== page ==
This unique event was held at The Bull in Highgate(North London), a venue that had long been on my malt liquor hit list. A very cosy pub with great staff and an impressive array of cask ales. All but one of the pumps(Pete’s Coffee Porter by Pete & London Brewing Company, which was pretty good) were dedicated to the aforementioned Champ E On A’s.Screen Shot 2013-11-14 at 16.07.30 Some of the beers I’d had before and others were totally new to me so armed with my tasting sheet, pen and a glass I tucked in.

I took a rather simplistic approach to tasting the line up of royal real ales, as they were arranged on 2 floors, I tasted the ones downstairs first in order of ascending ABV and then did the same with the winners upstairs.

Here’s what I thought;

2000Moorhouse Black Cat Mild/3.4% – This was hands down my least favourite beer. Dull, thin, watery cola that was almost tasteless. A real disappointment. 3.5/10

2001Oakham Ales Jeffrey Hudson Bitter/3.8% – Despite it’s shortened name of JHB sounding like something you would go to jail for, this is a seriously good beer. Tons of depth, flavour, balance & character. A session ale of the highest order. 8/10 Screen Shot 2013-11-14 at 16.05.47

2002Caledonian Deuchars IPA/3.8% – I know this beer well and have had some excellent pints of it(mostly in Edinburgh) and some rather bad ones(in London). But it showed well, clinging to the mouth, taught hoppiness & very fragrant nose. 6.5/10

2003Harviestoun Bitter & Twisted Blonde/4.2% – A favorite of mine in bottle and on keg, but B & T was off the pace a bit in cask. It’s freshness and intensity muted somewhat. Lacked bite but still a good brew. 7/10

2004Kelham Island Pale Rider Golden Ale/5.2% – I’ve had this in the past once or twice and have thought it a decent beer. The nose however is not welcoming, reminded me of skunk cabbage. It was a bit soapy and lacked some definition. Better than average though. 6.25/10

2005 & 2006 Crouch Vale Brewers Gold Blonde Ale/4.0% – The only double winner of the past 14 years and deservedly so. I buy this in bottle often from my local Morrison’s as it’s one of the only good beers they stock. Bright, crisp & refreshing, with a lemon pith grassy finish. A worthy back to back Champ, top stuff. 7.5/10

2007Hobson’s Mild/3.2% – Now I’m one of those Philistines who struggles to appreciate Mild, but that said Hobson’s is definitely one of the best I’ve tried. Lean, woody mushroom, tangy coffee and very drinkable. 7/10 Screen Shot 2013-11-14 at 16.04.27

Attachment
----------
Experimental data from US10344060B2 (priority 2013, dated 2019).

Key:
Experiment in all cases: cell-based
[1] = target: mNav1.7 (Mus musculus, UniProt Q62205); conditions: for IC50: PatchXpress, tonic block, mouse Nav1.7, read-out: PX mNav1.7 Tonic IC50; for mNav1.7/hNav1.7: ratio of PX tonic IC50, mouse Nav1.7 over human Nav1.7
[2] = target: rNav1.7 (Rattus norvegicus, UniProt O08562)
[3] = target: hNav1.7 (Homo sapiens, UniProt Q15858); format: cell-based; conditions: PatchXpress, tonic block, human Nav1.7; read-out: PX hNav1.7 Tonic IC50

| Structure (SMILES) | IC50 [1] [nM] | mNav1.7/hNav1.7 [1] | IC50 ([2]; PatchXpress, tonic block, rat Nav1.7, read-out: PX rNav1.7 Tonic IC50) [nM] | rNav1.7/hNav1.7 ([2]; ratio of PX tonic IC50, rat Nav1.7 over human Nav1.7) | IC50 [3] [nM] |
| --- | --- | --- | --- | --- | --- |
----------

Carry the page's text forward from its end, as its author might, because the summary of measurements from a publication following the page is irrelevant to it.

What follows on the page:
2008Triple FFF Brewery Alton’s Pride Bitter/3.8% – With a strong nose of farmyard and super dry hop character that left me wanting another sip, so was easy to see why this beer had its admirers, but it didn’t wow me. 6.5/10

2009Rudgate Ruby Mild/4.4% – Soapy, somewhat astringent and rather ho hum. A champion? Not nearly. 5/10

2010Castle Rock Harvest Pale Ale/3.8% – I remember this beer because it was my first year at GBBF(Great British Beer Festival) and they announced it over the tannoy. Buttery and bright with notes of sunflower seeds and lemon. Drinkable but nothing to sing about. 6/10

2011The Mighty Oak Brewery Oscar Wilde Mild/3.7% – Despite its rhyming name honouring a great writer & humourist, I was left wondering where this beer’s wit and charm were. I liked the creamy fleshy texture but found little else to praise. 5.5/10

2012Coniston Brewing Company No. 9 Barley Wine/8.5% – Very impressive this stuff.  Irn Bru in colour muted peach and sandy soil on the nose. Dry malty apricot, firm structure, good balance, long dry citrus finish. Company No. 9 is a complex wonderful brew, heartily deserving the crown in 2012 and was my beer of the night. 8.75/10 Screen Shot 2013-11-14 at 16.05.00

2013Elland Brewery 1872 Porter/6.5% – Another great beer. Bitter chocolate, espresso, molasses notes, yet retaining freshness and sharp hop bite. Long persistent and well balanced. 8.25/10 Screen Shot 2013-11-14 at 16.05.24

Now some of my critique may seem harsh, but when it comes to judging beer(or anything else for that matter) personal taste will always play the biggest part in whether you like, love or loath something. Some of my colleagues really liked some of the beers that I didn’t, that’s just way the malt crackles…

There were some nice snacks thrown on by our hosts Warminster Maltings and R&R Teamwork to soak up all the beers.Screen Shot 2013-11-14 at 15.58.50 But I found myself returning to the glasses of Maris Otter Malted Barley. Nutty, malty, crunchy with a hint of sweetness, I would happily have bowls of it to snack on at my next dinner party.Screen Shot 2013-11-14 at 15.58.19

Now I may not agree with CAMRA on everything(their hardliners superstitious view of keg beers for one) and certainly would not have voted to elevate some of these cask ales to Champion. However, considering how long ago some of the beers won, I was on the average pleased with the overall quality, if not wild about the beer itself. I did catch up with some old pals and met some lovely new folks as well, so all in all it was an excellent soiree.

 

Silent Sipping

This is a homage to the days of silent films, and came about because I forgot to turn my mike on.
I am tasting a 21 Year old Speyside Whisky Liqueur, 15 Year Old Bas Armagnac and a Salted Caramel Chocolate Brownie.